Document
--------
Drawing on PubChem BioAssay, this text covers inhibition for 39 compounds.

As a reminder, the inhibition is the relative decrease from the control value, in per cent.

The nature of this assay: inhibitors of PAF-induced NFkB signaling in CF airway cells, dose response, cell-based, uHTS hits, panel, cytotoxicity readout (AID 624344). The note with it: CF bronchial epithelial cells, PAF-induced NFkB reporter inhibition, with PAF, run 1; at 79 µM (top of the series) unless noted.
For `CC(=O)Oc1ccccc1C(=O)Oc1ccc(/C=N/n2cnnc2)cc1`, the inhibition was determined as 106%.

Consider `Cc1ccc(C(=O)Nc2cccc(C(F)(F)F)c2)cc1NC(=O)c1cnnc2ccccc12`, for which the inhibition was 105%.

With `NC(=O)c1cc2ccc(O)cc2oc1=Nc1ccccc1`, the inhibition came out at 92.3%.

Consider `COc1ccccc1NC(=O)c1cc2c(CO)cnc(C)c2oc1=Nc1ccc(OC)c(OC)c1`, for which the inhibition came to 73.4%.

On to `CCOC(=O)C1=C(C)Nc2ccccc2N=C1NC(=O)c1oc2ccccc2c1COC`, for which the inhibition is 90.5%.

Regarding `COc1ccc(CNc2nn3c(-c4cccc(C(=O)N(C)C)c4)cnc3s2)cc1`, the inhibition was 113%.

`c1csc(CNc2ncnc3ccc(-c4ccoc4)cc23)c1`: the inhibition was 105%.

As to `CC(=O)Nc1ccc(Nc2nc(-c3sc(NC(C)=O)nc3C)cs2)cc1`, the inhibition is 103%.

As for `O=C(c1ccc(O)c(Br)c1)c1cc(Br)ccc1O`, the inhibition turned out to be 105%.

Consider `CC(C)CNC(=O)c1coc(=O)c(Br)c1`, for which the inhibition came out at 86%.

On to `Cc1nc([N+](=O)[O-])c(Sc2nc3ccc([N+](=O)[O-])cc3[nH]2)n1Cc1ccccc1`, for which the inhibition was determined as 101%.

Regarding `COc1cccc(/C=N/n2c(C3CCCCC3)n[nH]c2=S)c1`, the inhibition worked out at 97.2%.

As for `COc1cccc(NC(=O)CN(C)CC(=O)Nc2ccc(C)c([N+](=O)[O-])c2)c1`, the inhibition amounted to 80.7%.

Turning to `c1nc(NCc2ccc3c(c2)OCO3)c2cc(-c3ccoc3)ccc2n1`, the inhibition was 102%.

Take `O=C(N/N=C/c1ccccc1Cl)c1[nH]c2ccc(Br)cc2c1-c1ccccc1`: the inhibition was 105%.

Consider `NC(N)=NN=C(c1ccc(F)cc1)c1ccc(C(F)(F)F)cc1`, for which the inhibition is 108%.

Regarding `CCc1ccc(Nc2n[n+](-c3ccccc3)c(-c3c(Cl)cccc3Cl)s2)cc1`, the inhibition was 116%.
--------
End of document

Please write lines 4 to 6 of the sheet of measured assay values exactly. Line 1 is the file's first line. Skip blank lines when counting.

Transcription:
For `CC(=O)Oc1ccccc1C(=O)Oc1ccc(/C=N/n2cnnc2)cc1`, the inhibition was determined as 106%.

Consider `Cc1ccc(C(=O)Nc2cccc(C(F)(F)F)c2)cc1NC(=O)c1cnnc2ccccc12`, for which the inhibition was 105%.

With `NC(=O)c1cc2ccc(O)cc2oc1=Nc1ccccc1`, the inhibition came out at 92.3%.